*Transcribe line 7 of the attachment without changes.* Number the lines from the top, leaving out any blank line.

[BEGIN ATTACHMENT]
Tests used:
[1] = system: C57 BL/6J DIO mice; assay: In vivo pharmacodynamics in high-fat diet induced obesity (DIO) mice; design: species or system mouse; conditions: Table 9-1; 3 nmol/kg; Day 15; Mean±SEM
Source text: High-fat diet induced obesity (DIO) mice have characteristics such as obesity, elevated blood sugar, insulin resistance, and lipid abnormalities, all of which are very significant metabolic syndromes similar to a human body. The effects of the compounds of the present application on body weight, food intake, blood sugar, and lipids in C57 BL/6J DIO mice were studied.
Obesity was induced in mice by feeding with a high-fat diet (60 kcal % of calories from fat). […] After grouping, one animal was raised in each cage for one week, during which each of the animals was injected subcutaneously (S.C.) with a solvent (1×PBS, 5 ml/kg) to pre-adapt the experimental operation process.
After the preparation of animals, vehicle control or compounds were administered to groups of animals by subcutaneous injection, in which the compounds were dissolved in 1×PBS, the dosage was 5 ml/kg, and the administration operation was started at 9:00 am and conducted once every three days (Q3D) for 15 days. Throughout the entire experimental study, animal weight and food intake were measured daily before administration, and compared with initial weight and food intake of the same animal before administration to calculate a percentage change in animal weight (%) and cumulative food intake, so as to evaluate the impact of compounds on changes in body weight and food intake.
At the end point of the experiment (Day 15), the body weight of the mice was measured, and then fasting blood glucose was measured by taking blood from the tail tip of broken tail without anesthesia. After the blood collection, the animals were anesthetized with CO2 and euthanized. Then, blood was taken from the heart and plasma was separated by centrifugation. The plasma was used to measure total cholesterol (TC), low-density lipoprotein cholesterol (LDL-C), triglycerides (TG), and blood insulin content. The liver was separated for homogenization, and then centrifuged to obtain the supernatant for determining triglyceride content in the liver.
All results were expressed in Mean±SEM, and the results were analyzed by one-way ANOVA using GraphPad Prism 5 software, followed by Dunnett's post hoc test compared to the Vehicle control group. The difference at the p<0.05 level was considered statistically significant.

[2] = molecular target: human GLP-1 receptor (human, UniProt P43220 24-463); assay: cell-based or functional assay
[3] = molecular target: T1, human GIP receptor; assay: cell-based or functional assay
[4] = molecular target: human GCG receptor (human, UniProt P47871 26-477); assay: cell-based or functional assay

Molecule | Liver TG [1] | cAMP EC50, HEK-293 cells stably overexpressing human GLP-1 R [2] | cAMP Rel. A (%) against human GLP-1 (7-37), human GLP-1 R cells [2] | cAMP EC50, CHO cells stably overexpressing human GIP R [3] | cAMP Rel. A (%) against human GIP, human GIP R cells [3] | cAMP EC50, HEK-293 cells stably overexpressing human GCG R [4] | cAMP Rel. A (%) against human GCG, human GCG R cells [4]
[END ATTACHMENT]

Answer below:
All results were expressed in Mean±SEM, and the results were analyzed by one-way ANOVA using GraphPad Prism 5 software, followed by Dunnett's post hoc test compared to the Vehicle control group. The difference at the p<0.05 level was considered statistically significant.